A study of burning focus and intimate depth.




Journalist and historian Pitch (The Burning of Washington: The British Invasion of 1814, 1998, etc.) recounts the events surrounding Lincoln’s assassination.

The author follows the tragedy from the first attempts on his life at the time of the president-elect’s perilous entry into Washington, D.C., in February 1861, through the release, in 1867, of the assassin’s most ardent supporter, John Surratt, and the scramble by informers to claim the government reward money. To the well-worn record, Pitch contributes several riveting new discoveries he gleaned from scouring private letters and newspaper reports: a mention by the commissioner of public buildings, Benjamin Brown French, asserting that he forcibly restrained John Wilkes Booth in the Capitol rotunda during the second inaugural assemblies; a March 19, 1864, story in the New York Tribune discussing a plot to kidnap the president; and a letter by convicted conspirator Samuel Arnold in which he applied for a job with Secretary of War Edwin Stanton three months after signing on to Booth’s scheme. Booth’s initial plan was to kidnap the president and take him south, but on that fateful night of April 14, 1865, when the president and first lady were watching Our American Cousin at Ford’s Theatre, Booth decided to kill them both. Chillingly, Lincoln had revealed to his wife and others premonitions of his fate, while Booth had recorded a prophecy by a Gypsy fortuneteller, who told him, “I’ve never seen a worse hand, and I wish I hadn’t seen it.” Pitch describes the grim preparations of the conspirators for trial, and the weeks of confinement and deprivation afforded them before conviction and hanging. Pitch is a patient storyteller, and the well-developed characters, brought to life through diaries, letters and other primary sources, heighten the drama and poignancy.

A study of burning focus and intimate depth.

Pub Date: Jan. 2, 2009

ISBN: 978-1-58642-158-8

Page Count: 560

Publisher: Steerforth

Review Posted Online: May 20, 2010

Kirkus Reviews Issue: Oct. 15, 2008

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The author's youthfulness helps to assure the inevitable comparison with the Anne Frank diary although over and above the...


Elie Wiesel spent his early years in a small Transylvanian town as one of four children.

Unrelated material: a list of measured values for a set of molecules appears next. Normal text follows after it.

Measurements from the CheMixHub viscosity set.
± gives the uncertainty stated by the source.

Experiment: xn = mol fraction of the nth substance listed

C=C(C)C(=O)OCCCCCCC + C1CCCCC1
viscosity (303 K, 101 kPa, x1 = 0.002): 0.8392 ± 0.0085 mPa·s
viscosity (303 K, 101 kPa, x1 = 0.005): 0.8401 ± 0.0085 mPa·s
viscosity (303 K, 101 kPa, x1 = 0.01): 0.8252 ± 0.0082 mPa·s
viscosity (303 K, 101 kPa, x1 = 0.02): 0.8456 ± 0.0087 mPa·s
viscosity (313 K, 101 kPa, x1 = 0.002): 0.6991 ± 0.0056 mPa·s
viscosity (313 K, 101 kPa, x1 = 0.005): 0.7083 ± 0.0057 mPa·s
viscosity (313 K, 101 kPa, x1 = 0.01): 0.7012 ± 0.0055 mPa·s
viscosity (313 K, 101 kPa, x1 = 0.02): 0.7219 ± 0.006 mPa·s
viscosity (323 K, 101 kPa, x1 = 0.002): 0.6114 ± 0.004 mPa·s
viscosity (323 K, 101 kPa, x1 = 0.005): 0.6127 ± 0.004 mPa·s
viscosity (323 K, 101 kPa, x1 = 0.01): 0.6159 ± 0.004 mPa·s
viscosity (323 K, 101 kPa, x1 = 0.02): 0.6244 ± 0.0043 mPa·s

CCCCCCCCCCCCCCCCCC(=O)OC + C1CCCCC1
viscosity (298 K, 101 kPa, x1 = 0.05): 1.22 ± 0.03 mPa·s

He was the only one of the family to survive what Francois Maurois, in his introduction, calls the "human holocaust" of the persecution of the Jews, which began with the restrictions, the singularization of the yellow star, the enclosure within the ghetto, and went on to the mass deportations to the ovens of Auschwitz and Buchenwald. There are unforgettable and horrifying scenes here in this spare and sombre memoir of this experience of the hanging of a child, of his first farewell with his father who leaves him an inheritance of a knife and a spoon, and of his last goodbye at Buchenwald his father's corpse is already cold let alone the long months of survival under unconscionable conditions. 

The author's youthfulness helps to assure the inevitable comparison with the Anne Frank diary although over and above the sphere of suffering shared, and in this case extended to the death march itself, there is no spiritual or emotional legacy here to offset any reader reluctance.

Pub Date: Jan. 16, 2006

ISBN: 0374500010

Page Count: 120

Publisher: Hill & Wang

Review Posted Online: Oct. 7, 2011

Kirkus Reviews Issue: Jan. 15, 2006

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For Howard Zinn, long-time civil rights and anti-war activist, history and ideology have a lot in common. Since he thinks that everything is in someone's interest, the historian—Zinn posits—has to figure out whose interests he or she is defining/defending/reconstructing (hence one of his previous books, The Politics of History). Zinn has no doubts about where he stands in this "people's history": "it is a history disrespectful of governments and respectful of people's movements of resistance." So what we get here, instead of the usual survey of wars, presidents, and institutions, is a survey of the usual rebellions, strikes, and protest movements. Zinn starts out by depicting the arrival of Columbus in North America from the standpoint of the Indians (which amounts to their standpoint as constructed from the observations of the Europeans); and, after easily establishing the cultural disharmony that ensued, he goes on to the importation of slaves into the colonies. Add the laborers and indentured servants that followed, plus women and later immigrants, and you have Zinn's amorphous constituency. To hear Zinn tell it, all anyone did in America at any time was to oppress or be oppressed; and so he obscures as much as his hated mainstream historical foes do—only in Zinn's case there is that absurd presumption that virtually everything that came to pass was the work of ruling-class planning: this amounts to one great indictment for conspiracy. Despite surface similarities, this is not a social history, since we get no sense of the fabric of life. Instead of negating the one-sided histories he detests, Zinn has merely reversed the image; the distortion remains.

Pub Date: Jan. 1, 1979

ISBN: 0061965588

Page Count: 772

Publisher: Harper & Row

Review Posted Online: May 26, 2012

Kirkus Reviews Issue: Jan. 1, 1979

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